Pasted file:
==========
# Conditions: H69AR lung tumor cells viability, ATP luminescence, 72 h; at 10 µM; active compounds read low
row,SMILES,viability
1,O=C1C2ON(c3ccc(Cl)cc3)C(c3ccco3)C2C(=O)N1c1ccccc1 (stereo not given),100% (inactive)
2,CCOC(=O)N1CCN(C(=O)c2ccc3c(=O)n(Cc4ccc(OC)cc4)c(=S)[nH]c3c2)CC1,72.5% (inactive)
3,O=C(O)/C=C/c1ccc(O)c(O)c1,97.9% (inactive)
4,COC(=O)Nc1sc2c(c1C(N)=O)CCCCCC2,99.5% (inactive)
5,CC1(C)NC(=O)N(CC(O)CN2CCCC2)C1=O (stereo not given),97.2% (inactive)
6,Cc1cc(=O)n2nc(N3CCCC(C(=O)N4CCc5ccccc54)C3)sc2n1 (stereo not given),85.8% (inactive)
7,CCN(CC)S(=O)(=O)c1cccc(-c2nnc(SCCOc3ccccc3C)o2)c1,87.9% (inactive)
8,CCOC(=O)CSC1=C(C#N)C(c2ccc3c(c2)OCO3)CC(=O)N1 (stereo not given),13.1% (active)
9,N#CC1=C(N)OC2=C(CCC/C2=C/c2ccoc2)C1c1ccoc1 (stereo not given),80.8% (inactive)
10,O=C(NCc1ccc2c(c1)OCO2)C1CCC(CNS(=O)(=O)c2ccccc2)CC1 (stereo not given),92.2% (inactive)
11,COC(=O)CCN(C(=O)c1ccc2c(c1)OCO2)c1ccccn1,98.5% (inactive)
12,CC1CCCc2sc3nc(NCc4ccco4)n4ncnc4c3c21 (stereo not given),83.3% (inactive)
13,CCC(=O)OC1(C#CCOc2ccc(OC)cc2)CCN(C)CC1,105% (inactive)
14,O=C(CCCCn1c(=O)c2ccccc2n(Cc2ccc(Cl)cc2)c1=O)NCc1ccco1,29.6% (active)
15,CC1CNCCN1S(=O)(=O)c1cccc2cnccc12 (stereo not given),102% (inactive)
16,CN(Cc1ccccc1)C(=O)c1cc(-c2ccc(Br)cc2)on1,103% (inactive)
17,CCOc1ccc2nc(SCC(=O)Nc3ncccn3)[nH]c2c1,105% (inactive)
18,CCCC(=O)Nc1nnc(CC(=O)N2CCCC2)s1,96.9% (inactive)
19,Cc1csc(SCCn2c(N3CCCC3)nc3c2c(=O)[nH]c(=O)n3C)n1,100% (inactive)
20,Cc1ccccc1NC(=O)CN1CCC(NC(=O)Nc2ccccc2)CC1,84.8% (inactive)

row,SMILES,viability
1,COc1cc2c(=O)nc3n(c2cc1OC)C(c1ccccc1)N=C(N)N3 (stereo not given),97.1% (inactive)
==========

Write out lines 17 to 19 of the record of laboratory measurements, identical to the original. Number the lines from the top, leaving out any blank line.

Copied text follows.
15,CC1CNCCN1S(=O)(=O)c1cccc2cnccc12 (stereo not given),102% (inactive)
16,CN(Cc1ccccc1)C(=O)c1cc(-c2ccc(Br)cc2)on1,103% (inactive)
17,CCOc1ccc2nc(SCC(=O)Nc3ncccn3)[nH]c2c1,105% (inactive)